Tenku Bakudanyaki and Fumisen – Richmond Food Trucks

by Ed Lau on May 14, 2010

The food trucks are no longer located at Clarke Place as stated below. They have moved to 8740 Charles Street, Richmond, BC, which is about one block south of the Bridgeport Canada Line station and River Rock Casino.

I heard plenty about the Richmond food trucks for damn near a year but never really took the opportunity to go. I tried last week but discovered that the lot they used to occupy across from Rona and the ICBC building in Richmond was empty. A quick search on the internet revealed that they moved to an industrial park on the other side of Richmond…that was a little strange looking from the outside, to be honest.

One of the things I miss the most about the Japan was the interesting, miniature-sized, often family-owned restaurants there. Well, quite often they can’t even be referred to as restaurants. Right outside my apartment was a place that served great yakisoba…and it was an old VW van. I saw a place serving pho that was basically a toolshed with some clear plastic sheets as doors.

These food trucks in Richmond tap into this Lower Mainland discovery of authentic Japanese food. Years ago, people thought that California rolls and teriyaki chicken were the full extent of Japanese cuisine.

The trucks are now located at #140-12831 Clarke Place, hidden amongst the generic looking store fronts and car repair shops. I’m not entirely sure what the rationale behind moving here was since it seems to be a lot more out of the way compared to the old location and far less accessible to the majority of the city. However, there is now a couple tables and a roof in the form of what I assume used to be a large garage…which I guess is an upgrade over the tool shed you would have to eat in before.

I mean, there’s a couple of paper lanterns and a strip of Christmas lights on the floor that give the place a sort of ghetto charm but it’s still quite evident that you’d usually find cars here rather than food.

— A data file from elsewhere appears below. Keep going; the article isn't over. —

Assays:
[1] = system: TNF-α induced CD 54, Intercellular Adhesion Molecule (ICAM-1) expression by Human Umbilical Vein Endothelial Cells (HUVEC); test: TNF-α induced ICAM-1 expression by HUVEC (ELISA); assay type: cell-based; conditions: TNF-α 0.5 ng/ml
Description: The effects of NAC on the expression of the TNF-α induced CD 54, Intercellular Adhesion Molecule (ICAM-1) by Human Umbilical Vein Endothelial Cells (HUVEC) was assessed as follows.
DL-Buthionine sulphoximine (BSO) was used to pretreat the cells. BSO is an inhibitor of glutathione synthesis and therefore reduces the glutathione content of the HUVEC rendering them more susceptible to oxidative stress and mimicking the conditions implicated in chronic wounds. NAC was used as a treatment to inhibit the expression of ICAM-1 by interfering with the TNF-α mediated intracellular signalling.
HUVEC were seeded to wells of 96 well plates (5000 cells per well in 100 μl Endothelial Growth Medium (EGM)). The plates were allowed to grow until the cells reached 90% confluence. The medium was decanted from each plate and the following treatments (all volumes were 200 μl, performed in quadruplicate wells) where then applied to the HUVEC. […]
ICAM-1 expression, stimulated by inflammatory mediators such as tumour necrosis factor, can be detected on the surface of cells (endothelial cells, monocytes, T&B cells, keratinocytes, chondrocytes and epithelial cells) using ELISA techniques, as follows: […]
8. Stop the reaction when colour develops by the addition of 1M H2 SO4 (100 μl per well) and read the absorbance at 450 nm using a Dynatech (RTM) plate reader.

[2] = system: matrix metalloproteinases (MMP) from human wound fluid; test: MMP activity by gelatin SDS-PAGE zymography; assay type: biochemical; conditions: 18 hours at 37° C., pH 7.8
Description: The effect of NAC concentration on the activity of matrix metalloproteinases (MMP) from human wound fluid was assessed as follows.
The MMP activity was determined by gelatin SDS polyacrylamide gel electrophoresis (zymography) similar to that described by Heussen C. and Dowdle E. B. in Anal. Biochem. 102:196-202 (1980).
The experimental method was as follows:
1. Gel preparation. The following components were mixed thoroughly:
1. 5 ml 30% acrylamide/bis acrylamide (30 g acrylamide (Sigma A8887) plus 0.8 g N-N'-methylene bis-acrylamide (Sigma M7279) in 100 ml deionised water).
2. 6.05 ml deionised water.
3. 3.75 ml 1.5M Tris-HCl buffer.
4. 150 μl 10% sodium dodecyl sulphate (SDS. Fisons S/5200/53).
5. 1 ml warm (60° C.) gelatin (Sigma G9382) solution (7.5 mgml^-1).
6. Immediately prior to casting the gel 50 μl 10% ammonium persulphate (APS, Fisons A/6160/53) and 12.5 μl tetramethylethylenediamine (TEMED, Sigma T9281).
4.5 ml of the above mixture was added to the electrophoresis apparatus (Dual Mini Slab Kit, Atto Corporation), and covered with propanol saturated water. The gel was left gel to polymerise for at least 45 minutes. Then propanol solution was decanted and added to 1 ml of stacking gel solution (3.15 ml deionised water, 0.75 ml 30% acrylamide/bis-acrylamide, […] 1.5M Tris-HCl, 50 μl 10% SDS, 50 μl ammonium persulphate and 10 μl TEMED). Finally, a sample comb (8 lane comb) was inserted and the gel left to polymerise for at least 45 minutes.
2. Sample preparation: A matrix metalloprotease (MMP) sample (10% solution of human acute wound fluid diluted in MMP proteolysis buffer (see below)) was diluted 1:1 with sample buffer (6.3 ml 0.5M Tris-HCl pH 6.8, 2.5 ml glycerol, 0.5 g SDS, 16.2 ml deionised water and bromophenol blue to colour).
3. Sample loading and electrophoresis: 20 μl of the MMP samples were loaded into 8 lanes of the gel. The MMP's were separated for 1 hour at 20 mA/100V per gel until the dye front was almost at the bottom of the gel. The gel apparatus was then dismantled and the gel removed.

It started with Bakudanyaki, which serves a gigantic ball of batter filled with various seafood, crisped up in a cast iron mold and served covered in a sauce of your choice and bonito flakes. There are six sauces available: original, chili mayo, curry, pizza, mustard mayo and wasabi mayo. There’s also a special that I assume changes daily. I went with the mustard mayo since I got wasabi mayo in my cone from Fumisen.

The bakudanyaki is about the size of a tennis ball and served in a cardboard Chinese take-out container, which prevents things from getting too messy but makes getting at all the good stuff a little difficult with chopsticks. Each is filled with shrimp, squid, cabbage, quail egg, calamari, fish cake and mochi, which is a sort of Japanese rice cake.

The huge ball is made to order and takes about 10 minutes. If you’ve ever ordered the smaller takoyaki at various stands in Japan, you know you want these made fresh. The outside is slightly crispy and mixing up all the various ingredients with the mustard mayo, sauce and bonito flakes make for a hearty seafood mash. I’m not a huge fan of takoyaki as I think the octopus to batter ratio isn’t all that delicious but for a ball of this size, you actually get a lot of stuff and it’s actually very tasty.